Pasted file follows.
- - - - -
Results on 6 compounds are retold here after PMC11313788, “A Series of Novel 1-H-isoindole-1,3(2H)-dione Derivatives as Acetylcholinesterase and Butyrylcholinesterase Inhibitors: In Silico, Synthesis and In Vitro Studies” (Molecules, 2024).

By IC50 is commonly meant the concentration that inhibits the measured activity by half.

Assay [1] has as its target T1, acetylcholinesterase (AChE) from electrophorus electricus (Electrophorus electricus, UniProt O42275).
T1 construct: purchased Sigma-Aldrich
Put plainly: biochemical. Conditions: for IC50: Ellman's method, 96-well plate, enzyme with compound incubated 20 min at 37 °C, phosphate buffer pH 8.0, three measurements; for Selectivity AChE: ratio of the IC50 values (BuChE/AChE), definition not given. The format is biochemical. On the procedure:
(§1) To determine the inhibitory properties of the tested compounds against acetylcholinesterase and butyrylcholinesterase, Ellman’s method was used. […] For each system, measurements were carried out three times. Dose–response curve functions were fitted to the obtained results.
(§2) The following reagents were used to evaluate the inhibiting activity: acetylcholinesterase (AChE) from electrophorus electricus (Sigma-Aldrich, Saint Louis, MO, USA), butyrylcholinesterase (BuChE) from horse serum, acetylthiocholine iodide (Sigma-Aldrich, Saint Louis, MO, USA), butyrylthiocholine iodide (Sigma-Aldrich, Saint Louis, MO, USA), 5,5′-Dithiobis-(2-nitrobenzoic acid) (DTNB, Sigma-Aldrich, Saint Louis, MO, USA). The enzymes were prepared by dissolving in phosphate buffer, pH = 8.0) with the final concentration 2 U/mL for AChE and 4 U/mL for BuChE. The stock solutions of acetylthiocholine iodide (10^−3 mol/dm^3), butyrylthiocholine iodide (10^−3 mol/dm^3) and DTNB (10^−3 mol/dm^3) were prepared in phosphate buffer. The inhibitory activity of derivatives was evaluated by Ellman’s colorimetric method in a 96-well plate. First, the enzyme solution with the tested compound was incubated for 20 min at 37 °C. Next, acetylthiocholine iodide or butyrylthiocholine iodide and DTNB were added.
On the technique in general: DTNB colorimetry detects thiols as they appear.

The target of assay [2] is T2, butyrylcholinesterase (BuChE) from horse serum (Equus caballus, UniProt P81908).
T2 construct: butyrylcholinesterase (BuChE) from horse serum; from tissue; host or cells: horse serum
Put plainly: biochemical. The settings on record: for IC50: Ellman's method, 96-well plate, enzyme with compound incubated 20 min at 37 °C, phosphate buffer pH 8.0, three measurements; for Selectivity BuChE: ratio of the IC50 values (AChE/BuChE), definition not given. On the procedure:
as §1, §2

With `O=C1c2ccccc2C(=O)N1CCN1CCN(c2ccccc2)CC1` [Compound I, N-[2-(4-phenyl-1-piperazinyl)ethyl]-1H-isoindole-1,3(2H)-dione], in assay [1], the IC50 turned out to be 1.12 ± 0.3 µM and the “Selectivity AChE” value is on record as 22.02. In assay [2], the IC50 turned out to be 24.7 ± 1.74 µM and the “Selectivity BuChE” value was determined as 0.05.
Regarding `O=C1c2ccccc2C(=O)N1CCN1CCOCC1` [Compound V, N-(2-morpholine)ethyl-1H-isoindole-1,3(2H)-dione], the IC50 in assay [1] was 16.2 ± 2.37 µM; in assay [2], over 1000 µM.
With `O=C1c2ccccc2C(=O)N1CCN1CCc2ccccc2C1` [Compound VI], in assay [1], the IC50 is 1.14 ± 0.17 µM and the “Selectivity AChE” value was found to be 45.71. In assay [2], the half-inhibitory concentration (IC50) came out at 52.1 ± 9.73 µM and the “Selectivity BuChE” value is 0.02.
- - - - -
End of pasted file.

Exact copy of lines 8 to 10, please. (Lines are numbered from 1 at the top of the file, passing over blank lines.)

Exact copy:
On the technique in general: DTNB colorimetry detects thiols as they appear.

The target of assay [2] is T2, butyrylcholinesterase (BuChE) from horse serum (Equus caballus, UniProt P81908).
T2 construct: butyrylcholinesterase (BuChE) from horse serum; from tissue; host or cells: horse serum